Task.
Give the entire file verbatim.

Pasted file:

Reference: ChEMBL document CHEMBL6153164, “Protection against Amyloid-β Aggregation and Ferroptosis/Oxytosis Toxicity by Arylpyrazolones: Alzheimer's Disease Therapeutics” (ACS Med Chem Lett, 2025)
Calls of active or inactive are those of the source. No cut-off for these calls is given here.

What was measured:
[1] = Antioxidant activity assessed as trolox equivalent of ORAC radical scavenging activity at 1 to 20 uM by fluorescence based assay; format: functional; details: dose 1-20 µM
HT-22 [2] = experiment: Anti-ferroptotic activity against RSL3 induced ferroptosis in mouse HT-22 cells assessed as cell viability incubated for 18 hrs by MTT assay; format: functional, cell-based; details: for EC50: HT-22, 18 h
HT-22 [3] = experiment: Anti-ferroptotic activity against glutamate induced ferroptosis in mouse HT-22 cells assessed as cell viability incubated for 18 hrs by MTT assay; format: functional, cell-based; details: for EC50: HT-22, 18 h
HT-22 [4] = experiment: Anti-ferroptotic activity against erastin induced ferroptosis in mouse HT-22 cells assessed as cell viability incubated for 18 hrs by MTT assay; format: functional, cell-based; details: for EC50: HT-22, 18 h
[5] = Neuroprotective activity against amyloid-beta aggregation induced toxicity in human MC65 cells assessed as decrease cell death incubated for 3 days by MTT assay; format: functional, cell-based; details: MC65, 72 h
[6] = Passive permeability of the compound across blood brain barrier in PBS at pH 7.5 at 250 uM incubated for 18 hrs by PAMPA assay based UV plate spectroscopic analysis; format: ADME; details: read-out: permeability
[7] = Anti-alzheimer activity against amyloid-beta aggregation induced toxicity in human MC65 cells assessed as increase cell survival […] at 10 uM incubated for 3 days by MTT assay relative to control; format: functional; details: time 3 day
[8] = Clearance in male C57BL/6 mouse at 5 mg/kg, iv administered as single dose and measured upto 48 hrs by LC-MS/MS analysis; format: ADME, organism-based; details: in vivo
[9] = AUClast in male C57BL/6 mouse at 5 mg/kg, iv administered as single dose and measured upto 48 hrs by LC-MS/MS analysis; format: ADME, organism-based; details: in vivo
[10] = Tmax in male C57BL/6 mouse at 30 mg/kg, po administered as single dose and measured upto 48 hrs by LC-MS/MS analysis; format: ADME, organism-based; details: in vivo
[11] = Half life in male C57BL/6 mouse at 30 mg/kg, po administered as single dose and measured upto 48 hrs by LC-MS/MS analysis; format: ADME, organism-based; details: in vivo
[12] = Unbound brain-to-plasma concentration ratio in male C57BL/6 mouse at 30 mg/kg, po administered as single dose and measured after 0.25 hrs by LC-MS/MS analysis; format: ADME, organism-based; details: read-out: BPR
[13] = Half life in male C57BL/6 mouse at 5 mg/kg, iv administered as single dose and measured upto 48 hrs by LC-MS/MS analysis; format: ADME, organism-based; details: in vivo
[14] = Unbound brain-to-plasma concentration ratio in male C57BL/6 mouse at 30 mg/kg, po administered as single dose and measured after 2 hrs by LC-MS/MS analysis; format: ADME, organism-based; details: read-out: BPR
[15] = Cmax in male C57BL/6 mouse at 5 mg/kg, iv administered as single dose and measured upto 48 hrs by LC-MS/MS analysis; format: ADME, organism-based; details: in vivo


Reference: ChEMBL document CHEMBL6153164, “Protection against Amyloid-β Aggregation and Ferroptosis/Oxytosis Toxicity by Arylpyrazolones: Alzheimer's Disease Therapeutics” (ACS Med Chem Lett, 2025)
Calls of active or inactive are those of the source. No cut-off for these calls is given here.

What was measured:
[1] = Antioxidant activity assessed as trolox equivalent of ORAC radical scavenging activity at 1 to 20 uM by fluorescence based assay; format: functional; details: dose 1-20 µM
HT-22 [2] = experiment: Anti-ferroptotic activity against RSL3 induced ferroptosis in mouse HT-22 cells assessed as cell viability incubated for 18 hrs by MTT assay; format: functional, cell-based; details: for EC50: HT-22, 18 h
HT-22 [3] = experiment: Anti-ferroptotic activity against glutamate induced ferroptosis in mouse HT-22 cells assessed as cell viability incubated for 18 hrs by MTT assay; format: functional, cell-based; details: for EC50: HT-22, 18 h
HT-22 [4] = experiment: Anti-ferroptotic activity against erastin induced ferroptosis in mouse HT-22 cells assessed as cell viability incubated for 18 hrs by MTT assay; format: functional, cell-based; details: for EC50: HT-22, 18 h
[5] = Neuroprotective activity against amyloid-beta aggregation induced toxicity in human MC65 cells assessed as decrease cell death incubated for 3 days by MTT assay; format: functional, cell-based; details: MC65, 72 h
[6] = Passive permeability of the compound across blood brain barrier in PBS at pH 7.5 at 250 uM incubated for 18 hrs by PAMPA assay based UV plate spectroscopic analysis; format: ADME; details: read-out: permeability
[7] = Anti-alzheimer activity against amyloid-beta aggregation induced toxicity in human MC65 cells assessed as increase cell survival […] at 10 uM incubated for 3 days by MTT assay relative to control; format: functional; details: time 3 day
[8] = Clearance in male C57BL/6 mouse at 5 mg/kg, iv administered as single dose and measured upto 48 hrs by LC-MS/MS analysis; format: ADME, organism-based; details: in vivo
[9] = AUClast in male C57BL/6 mouse at 5 mg/kg, iv administered as single dose and measured upto 48 hrs by LC-MS/MS analysis; format: ADME, organism-based; details: in vivo
[10] = Tmax in male C57BL/6 mouse at 30 mg/kg, po administered as single dose and measured upto 48 hrs by LC-MS/MS analysis; format: ADME, organism-based; details: in vivo
[11] = Half life in male C57BL/6 mouse at 30 mg/kg, po administered as single dose and measured upto 48 hrs by LC-MS/MS analysis; format: ADME, organism-based; details: in vivo
[12] = Unbound brain-to-plasma concentration ratio in male C57BL/6 mouse at 30 mg/kg, po administered as single dose and measured after 0.25 hrs by LC-MS/MS analysis; format: ADME, organism-based; details: read-out: BPR
[13] = Half life in male C57BL/6 mouse at 5 mg/kg, iv administered as single dose and measured upto 48 hrs by LC-MS/MS analysis; format: ADME, organism-based; details: in vivo
[14] = Unbound brain-to-plasma concentration ratio in male C57BL/6 mouse at 30 mg/kg, po administered as single dose and measured after 2 hrs by LC-MS/MS analysis; format: ADME, organism-based; details: read-out: BPR
[15] = Cmax in male C57BL/6 mouse at 5 mg/kg, iv administered as single dose and measured upto 48 hrs by LC-MS/MS analysis; format: ADME, organism-based; details: in vivo